WASHINGTON ― No funding would be available for live nuclear weapons testing under an amendment the House adopted to its version of the annual defense policy bill.

The amendment from Rep. Ben McAdams, D-Utah, was adopted, 227-179, in a mostly party-line vote. The House is expected to vote Tuesday to pass the 2021 National Defense Authorization Act.

The amendment marks the second rebuke of the Trump administration amid reports it’s mulling a resumption of nuclear weapons testing for the first time since 1992. The House Appropriations Committee passed a similar ban earlier this month.

The amendment’s adoption will likely make it harder for House Republicans to vote for the House’s FY21 NDAA, and it creates a roadblock for negotiations to reconcile the House and Senate versions of the bill.

The Senate Armed Services Committee’s version of the NDAA set aside $10 million to speed up preparations in case the U.S. decides to resume nuclear testing. Since 1992, the U.S. has relied on simulations and non-explosive testing to assess the health and capabilities of the nuclear arsenal.

“Explosive nuclear testing is not necessary to ensure our stockpile remains safe and nothing in this amendment would change that,” McAdams said in a floor speech ahead of the vote. “Explosive nuclear testing causes irreparable harm to human health and to our environment. and jeopardizes the U.S. leadership role on nuclear nonproliferation.”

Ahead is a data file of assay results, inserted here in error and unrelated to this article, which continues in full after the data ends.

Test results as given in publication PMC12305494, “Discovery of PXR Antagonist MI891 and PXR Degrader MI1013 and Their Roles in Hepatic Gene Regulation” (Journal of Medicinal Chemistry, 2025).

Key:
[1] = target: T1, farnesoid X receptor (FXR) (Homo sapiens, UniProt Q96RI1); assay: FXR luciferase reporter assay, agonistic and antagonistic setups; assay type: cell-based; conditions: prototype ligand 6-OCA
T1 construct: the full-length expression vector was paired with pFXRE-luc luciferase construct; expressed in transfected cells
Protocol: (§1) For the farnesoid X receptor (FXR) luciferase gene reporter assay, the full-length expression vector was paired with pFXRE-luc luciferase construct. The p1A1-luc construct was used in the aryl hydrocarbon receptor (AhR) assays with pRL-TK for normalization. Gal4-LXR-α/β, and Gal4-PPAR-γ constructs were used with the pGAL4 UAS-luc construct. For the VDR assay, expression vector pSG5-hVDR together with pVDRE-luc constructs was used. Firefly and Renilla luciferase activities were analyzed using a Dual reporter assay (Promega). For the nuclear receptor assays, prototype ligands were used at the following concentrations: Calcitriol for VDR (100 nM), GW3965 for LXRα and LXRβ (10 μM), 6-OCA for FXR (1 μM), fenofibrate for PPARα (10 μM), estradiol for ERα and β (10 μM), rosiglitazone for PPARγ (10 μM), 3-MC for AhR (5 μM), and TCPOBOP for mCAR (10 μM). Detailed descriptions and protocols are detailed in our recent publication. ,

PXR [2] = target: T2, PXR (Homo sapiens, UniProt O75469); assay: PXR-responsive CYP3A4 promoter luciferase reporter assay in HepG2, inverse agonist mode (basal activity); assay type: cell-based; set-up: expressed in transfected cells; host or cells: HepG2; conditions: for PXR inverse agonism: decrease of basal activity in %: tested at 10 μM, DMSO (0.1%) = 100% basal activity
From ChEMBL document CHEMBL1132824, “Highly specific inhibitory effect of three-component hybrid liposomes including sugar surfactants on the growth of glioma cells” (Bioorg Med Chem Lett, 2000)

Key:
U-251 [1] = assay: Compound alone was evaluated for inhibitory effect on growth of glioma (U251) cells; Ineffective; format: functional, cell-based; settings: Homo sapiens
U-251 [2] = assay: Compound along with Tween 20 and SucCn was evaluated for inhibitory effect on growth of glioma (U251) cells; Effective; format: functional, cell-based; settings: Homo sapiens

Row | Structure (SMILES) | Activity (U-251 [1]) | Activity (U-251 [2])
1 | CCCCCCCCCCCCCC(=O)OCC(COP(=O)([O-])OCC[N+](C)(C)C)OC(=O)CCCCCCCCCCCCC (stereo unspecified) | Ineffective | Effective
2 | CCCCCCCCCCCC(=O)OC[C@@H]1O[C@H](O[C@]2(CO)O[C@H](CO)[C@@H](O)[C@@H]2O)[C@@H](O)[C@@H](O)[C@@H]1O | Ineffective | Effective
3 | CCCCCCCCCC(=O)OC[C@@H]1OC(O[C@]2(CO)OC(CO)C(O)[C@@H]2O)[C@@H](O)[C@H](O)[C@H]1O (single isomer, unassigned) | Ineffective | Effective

But critics said press reports about a possible resumption in testing were inaccurate and that the amendment would both undermine the confidence of U.S. allies who rely on America’s nuclear deterrent and invite adversaries to test America’s resolve.

“We need to be ready,” said HASC ranking member Rep. Mac Thornberry, R-Texas. “The harder we make it to test, the more obstacles we put in the way of a test ― only if needed, but the harder we make it for a test, the less credible our nuclear deterrent is.”

In May, the Washington Post reported there have been high-level discussions around the possibility of doing a live nuclear test. However, Marshall Billingslea, the top US envoy for nuclear negotiations, told reporters last month he was, “unaware of any particular reason to test at this stage, but added that he would not rule it out.

“I won’t shut the door on it, because why would we,” he said.

The House, separately, adopted an amendment that would give the energy secretary a stronger hand in setting nuclear policy by making him co-chair, alongside the defense secretary, of the Nuclear Weapons Council. The council is charged with the coordinating policy to manage the existing nuclear weapons stockpile and plan future nuclear deterrents.

The amendment, from House Energy and Commerce Committee ranking member Greg Walden, R-Ore., is to “to provide Cabinet-level visibility and accountability of our nuclear deterrent and the NWC budget process,” according to an amendment summary. Under current law, DoD’s undersecretary of defense for acquisition and sustainment chairs the council.

It was adopted in larger package of amendments, approved by a bipartisan 336-71.

The vote is the latest move in a running battle over who controls the nuclear weapons budget submission. SASC’s proposed version of the FY21 NDAA would allow the council to edit the budget request after the Energy Department crafts it and before the request is submitted to the White House budget office. But House appropriators earlier this month approved a spending bill that would bar such a move.

Joe Gould was the senior Pentagon reporter for Defense News, covering the intersection of national security policy, politics and the defense industry. He had previously served as Congress reporter.

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